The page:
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COVID dangers remain, says AMA president, Sundre doctor

“It is really important that the message be heard by Albertans that it’s not over,” said Dr. Michelle Warren
MVT Dr. Michell Warren
Dr. Vesta Michelle Warren is the Alberta Medical Association president for 2021-22 and a Sundre physician. Photo courtesy of AMA

SUNDRE - The ending of the province’s Restrictions Exemption Program (REP) should certainly not be taken as indication that the danger of COVID-19 has passed and residents should continue to do all they can to prevent the spread of the virus, says Dr. Michelle Warren, a Sundre physician and president of the Alberta Medical Association (AMA).

“It is really important that the message be heard by Albertans that it’s not over,” said Warren. “COVID is not done. My message is, if you want to continue to move forward and open up, then you’ve got to do what you can do to reduce those (hospitalization) numbers.

“And that means staying home if you are sick, getting your booster if you are due for one. We know that wearing a mask and we know that social distancing is very effective. Just because you can do something doesn’t mean that that may be the smartest thing to do. 

“It is on the individual to follow those public health guidelines that are still in place to make sure those numbers continue to come down.”  

Put in place to stem a rise in COVID cases and to encourage immunization, the REP required residents to show proof of vaccination when entering businesses and other facilities taking part in the program.

Premier Kenney announced the end of the REP effective midnight Feb. 8, saying it was no longer needed.

“The program is no longer serving a useful and compelling purpose,” said Kenney. “I could not stand in front of Albertans and justify a continuation of a program that has done its job. It is time to shift to a balanced approach where we are able to live with COVID-19 and return to normal.”

Critics, including the official Opposition, say ending the REP was politically motivated and not backed by medical evidence.

“This decision seems to have been made solely on the premier’s politics,” said NDP health critic David Shepherd.

Ending the REP is apart of a three-stage plan that also includes ending public masking requirements on March 1, if hospitalization continues to decline.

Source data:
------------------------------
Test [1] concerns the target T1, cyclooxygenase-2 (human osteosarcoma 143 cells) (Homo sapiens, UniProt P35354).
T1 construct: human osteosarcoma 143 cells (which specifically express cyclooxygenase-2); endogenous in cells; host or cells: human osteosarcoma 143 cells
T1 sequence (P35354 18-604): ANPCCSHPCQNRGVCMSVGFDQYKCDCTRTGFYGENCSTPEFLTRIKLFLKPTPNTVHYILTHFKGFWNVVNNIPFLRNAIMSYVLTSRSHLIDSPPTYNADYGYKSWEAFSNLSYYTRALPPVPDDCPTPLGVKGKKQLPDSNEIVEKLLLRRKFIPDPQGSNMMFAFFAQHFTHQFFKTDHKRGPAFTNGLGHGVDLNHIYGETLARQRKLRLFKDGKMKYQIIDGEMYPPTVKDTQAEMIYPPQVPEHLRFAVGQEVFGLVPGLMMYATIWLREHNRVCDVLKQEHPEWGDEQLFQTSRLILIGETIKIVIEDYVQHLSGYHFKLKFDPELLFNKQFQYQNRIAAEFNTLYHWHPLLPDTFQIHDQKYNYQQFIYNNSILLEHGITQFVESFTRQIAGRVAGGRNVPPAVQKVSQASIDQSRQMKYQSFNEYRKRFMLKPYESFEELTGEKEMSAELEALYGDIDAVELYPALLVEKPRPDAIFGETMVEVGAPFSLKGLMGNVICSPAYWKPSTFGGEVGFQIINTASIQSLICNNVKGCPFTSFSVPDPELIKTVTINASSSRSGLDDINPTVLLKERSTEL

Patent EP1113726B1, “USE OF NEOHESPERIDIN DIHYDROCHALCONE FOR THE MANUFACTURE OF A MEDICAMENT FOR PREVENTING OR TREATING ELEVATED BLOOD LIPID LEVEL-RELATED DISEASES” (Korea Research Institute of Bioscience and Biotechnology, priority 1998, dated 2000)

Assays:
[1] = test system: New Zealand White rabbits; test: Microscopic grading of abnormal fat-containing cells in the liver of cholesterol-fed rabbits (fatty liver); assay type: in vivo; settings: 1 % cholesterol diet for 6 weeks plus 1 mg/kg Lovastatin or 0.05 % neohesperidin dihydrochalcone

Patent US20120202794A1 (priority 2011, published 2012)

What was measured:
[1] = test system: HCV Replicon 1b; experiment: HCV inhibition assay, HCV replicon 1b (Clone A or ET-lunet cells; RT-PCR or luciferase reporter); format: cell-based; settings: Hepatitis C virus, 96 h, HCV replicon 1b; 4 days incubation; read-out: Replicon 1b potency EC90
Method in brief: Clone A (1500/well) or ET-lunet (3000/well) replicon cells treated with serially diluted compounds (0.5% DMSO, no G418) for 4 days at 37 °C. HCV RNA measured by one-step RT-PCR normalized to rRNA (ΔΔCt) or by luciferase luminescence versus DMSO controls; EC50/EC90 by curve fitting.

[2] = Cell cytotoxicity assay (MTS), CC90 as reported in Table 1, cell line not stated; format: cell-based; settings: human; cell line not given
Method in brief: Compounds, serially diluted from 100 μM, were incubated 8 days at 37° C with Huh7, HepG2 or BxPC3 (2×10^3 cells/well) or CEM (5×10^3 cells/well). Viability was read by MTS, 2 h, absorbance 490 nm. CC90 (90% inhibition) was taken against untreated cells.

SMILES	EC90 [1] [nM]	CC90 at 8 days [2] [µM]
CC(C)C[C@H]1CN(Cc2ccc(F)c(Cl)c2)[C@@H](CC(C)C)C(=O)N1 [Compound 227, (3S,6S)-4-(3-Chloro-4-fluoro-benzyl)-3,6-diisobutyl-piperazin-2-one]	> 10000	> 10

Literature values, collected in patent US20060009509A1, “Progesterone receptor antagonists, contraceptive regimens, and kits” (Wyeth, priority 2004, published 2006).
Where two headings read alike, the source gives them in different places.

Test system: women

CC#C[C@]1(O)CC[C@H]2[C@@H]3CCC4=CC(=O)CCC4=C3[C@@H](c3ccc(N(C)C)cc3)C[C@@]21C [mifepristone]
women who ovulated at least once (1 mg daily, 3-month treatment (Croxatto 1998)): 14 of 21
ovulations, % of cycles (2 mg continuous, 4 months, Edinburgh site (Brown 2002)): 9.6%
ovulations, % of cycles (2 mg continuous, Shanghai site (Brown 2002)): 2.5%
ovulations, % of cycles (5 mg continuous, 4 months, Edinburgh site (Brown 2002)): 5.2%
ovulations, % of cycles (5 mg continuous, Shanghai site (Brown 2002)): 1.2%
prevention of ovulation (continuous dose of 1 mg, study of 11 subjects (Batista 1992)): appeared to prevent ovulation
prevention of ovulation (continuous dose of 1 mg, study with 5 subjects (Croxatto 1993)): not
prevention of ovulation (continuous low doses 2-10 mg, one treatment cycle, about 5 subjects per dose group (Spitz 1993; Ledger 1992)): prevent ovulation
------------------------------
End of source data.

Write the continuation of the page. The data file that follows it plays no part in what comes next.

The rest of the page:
During the press conference announcing the end of the REP program, Dr. Deena Hinshaw, chief medical officer of health, says she will be closely monitoring hospitalization levels going forward and will make recommendations for changes if needed.

“We know that COVID is not going away,” said Hinshaw. “Even as the approach to COVID shifts on the province there will continue to be measures in place to protect those most vulnerable to this virus.

“I encourage Albertans to continue to assess their unique situation and make personal decisions about their health based on their own comfort levels.”

Dr. Warren says she welcomes Hinshaw’s commitment to continuing monitoring efforts.

“You cannot be afraid to stop and pause, or even go backwards, if we have to if hospitalizations rise or if we start to see those other more deadly variants start to turn up again,” said Dr. Warren.

“Nobody wants a repeat of last year. Nobody wants to see things dropped too quickly and not be monitored because that’s not good for anybody either. It’s hard to not do things that we enjoy doing, but we are doing it for the right reasons, for society, to keep the system going.

“What is really hard is opening and closing again. Getting people’s hope up that we are back to normal and then dropping.”

Stage 2 of the government’s reopening plan announced Feb. 8 will take effect on March 1, if hospitalizations continue to trend downward. Under the stage, any remaining provincial school requirements will be removed, screening prior to youth activities will no longer be required, capacity limits will be lifted for all venues, limits on social gatherings will be removed, and provincial mask mandates will be removed.

Stage 3 would see COVID-specific measures in continuing care facilities removed and mandatory isolation become a recommendation rather than a requirement.

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